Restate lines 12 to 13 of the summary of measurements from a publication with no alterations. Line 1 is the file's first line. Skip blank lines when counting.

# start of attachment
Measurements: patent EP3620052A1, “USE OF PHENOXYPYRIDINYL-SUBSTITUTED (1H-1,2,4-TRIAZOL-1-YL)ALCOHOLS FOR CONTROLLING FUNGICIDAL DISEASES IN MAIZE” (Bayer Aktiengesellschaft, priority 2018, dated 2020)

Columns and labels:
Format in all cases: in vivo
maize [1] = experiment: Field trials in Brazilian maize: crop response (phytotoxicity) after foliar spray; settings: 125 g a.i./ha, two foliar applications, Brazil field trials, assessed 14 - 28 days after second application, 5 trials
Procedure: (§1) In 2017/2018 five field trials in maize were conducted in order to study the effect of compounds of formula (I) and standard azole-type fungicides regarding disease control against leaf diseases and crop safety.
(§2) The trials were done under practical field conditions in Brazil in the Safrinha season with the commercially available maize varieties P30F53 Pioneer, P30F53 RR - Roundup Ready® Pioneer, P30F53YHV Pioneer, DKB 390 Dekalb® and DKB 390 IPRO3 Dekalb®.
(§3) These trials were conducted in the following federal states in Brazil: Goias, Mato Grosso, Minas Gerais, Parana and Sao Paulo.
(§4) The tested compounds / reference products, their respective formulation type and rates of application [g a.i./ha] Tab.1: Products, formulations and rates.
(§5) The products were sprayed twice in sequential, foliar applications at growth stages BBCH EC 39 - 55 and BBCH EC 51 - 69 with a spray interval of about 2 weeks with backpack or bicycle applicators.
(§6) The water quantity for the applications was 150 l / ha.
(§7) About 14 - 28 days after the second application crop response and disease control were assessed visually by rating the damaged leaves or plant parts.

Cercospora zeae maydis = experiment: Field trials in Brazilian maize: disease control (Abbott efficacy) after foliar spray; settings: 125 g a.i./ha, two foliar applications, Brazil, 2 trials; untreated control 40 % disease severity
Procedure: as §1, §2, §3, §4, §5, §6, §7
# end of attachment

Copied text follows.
Cercospora zeae maydis = experiment: Field trials in Brazilian maize: disease control (Abbott efficacy) after foliar spray; settings: 125 g a.i./ha, two foliar applications, Brazil, 2 trials; untreated control 40 % disease severity
Procedure: as §1, §2, §3, §4, §5, §6, §7